“How am I supposed to get  back to where I was?” I inquire, wondering if it will even be possible.

“You’ll have to go around the block, mate,” he says.

I tear off around the block which is at least another kilometre, and barely get back before the first runners come through. I must have done around 5k just to go to a freaking toilet but now I’ve got back to where I was and, relieved, I drop to my knees to assume position and get on with the task at hand.

Thankfully, I capture the two winners of 2017’s London marathon. Kenyan Daniel Wanjiru wins the men’s race in a time or 2:05:48 and Mary Keitany, also from Kenya, wins the women’s race in a time of 2:17:01.

London Marathon Winners 2017 Daniel Wanjiru Mary Keitany male female winners.jpg
Mary Keitany and Daniel Wanjiru

One of the interesting aspects of marathons is that they are open to just about everyone. You don’t have to be super fit and you don’t even need to even have arms, legs, or even eyes and there are quite a few blind runners here today, most of whom who seem to be from Japan.


Unlike most marathons I have photographed in Ireland, I don’t spot anyone I recognise apart from a lady called Kathleen Chessire, who I first met here, and a couple of Irish elites named Sean Hehir and Mick Clohissey.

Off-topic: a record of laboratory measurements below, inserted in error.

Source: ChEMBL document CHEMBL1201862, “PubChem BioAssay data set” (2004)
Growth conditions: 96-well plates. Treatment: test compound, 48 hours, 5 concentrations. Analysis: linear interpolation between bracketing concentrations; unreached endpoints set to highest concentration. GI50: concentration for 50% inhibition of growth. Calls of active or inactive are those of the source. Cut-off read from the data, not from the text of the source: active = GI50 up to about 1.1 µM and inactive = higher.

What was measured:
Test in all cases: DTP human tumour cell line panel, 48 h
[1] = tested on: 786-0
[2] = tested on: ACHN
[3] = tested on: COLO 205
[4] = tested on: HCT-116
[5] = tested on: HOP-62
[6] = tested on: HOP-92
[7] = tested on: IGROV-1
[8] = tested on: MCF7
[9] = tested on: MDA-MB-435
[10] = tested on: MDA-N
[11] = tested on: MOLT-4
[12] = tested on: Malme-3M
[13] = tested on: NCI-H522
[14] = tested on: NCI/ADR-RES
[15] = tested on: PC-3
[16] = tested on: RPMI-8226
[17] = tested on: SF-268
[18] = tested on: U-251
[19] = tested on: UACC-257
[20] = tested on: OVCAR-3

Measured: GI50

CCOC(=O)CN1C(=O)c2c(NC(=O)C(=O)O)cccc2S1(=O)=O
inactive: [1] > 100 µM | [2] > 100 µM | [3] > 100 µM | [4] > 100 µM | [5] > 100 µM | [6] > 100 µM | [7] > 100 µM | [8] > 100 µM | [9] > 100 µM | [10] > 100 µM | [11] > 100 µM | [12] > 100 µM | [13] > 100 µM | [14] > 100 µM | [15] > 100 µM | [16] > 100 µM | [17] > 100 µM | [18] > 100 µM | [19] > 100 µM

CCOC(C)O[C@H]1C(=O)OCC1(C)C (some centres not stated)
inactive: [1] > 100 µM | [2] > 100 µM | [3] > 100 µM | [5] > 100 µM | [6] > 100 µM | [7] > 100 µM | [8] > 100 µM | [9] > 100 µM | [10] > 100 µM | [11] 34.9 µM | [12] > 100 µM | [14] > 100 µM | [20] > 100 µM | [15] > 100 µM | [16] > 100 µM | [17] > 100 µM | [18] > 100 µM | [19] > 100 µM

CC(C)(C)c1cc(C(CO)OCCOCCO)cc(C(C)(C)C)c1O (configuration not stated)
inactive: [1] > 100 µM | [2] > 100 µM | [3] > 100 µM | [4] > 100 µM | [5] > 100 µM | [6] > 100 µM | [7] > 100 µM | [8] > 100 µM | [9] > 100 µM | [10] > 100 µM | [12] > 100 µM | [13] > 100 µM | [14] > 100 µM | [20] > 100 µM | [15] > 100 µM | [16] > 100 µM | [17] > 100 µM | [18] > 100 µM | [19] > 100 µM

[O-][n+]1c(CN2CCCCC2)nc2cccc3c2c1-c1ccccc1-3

Sean Hehir and Mick Clohissey London Marathon 2017 Photos.jpg

The next few hours  are spent primarily on my knees and I, on occasion, shift to a standing or squatting position to relieve aches and numbness. I spot other photographers have these portable little chairs and realise that this is another must-have accessory to add to my photography arsenal.

With 250,000 applications to enter the London Marathon 2017, there are 50,000 participants selected through various lotteries and point systems. This is 25 times bigger than the last marathon I photographed in Clonakilty and even 2.5 times bigger than Dublin 2016.

One of the most awesome things about the London marathon is the wide array of costumes. I spotted Robocop, Batman, Superman, Wonder Woman, a scatter of Rhinos, and even Jesus Christ himself.


When I eventually conclude my efforts I can barely stand up, my hands and all of my fingers are heavy and numb, my eyes are burning out of my head, I have a thirst such that I feel I could drink the Thames and looking at reality as it is rather than through a camera’s viewfinder seems kind of strange to me as I hobble in the direction of the train station.

A tinge of melancholy ripples through me as part of me doubts whether I even managed to get one decent picture in spite of my huge effort.

Why did you think it was a good idea to try and photograph 50,000 people, you idiot, I think to myself, you’re going to simply have memory cards full of rubbish photos because it’s simply not possible to get any meaningful shots at such an event.”

Before long I’m at the airport and just about manage to get there on time to catch my plane home.

Mission accomplished; maybe not as well as I would have liked, but we all have our crosses to bear, don’t we?